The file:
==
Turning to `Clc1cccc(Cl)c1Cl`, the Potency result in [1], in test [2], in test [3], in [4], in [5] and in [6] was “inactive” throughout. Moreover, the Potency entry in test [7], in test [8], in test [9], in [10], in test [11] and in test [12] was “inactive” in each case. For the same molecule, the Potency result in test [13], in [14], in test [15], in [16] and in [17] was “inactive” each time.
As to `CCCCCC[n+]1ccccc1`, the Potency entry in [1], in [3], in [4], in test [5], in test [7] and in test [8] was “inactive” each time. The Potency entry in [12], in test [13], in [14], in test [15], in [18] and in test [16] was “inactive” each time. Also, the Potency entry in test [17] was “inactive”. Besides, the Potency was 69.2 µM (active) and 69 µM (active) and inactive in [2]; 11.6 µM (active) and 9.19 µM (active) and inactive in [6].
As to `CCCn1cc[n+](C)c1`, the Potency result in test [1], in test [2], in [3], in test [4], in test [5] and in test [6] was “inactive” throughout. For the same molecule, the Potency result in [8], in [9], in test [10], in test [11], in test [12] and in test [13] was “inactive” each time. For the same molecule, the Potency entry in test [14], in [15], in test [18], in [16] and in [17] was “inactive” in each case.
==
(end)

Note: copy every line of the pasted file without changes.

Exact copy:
Turning to `Clc1cccc(Cl)c1Cl`, the Potency result in [1], in test [2], in test [3], in [4], in [5] and in [6] was “inactive” throughout. Moreover, the Potency entry in test [7], in test [8], in test [9], in [10], in test [11] and in test [12] was “inactive” in each case. For the same molecule, the Potency result in test [13], in [14], in test [15], in [16] and in [17] was “inactive” each time.
As to `CCCCCC[n+]1ccccc1`, the Potency entry in [1], in [3], in [4], in test [5], in test [7] and in test [8] was “inactive” each time. The Potency entry in [12], in test [13], in [14], in test [15], in [18] and in test [16] was “inactive” each time. Also, the Potency entry in test [17] was “inactive”. Besides, the Potency was 69.2 µM (active) and 69 µM (active) and inactive in [2]; 11.6 µM (active) and 9.19 µM (active) and inactive in [6].
As to `CCCn1cc[n+](C)c1`, the Potency result in test [1], in test [2], in [3], in test [4], in test [5] and in test [6] was “inactive” throughout. For the same molecule, the Potency result in [8], in [9], in test [10], in test [11], in test [12] and in test [13] was “inactive” each time. For the same molecule, the Potency entry in test [14], in [15], in test [18], in [16] and in [17] was “inactive” in each case.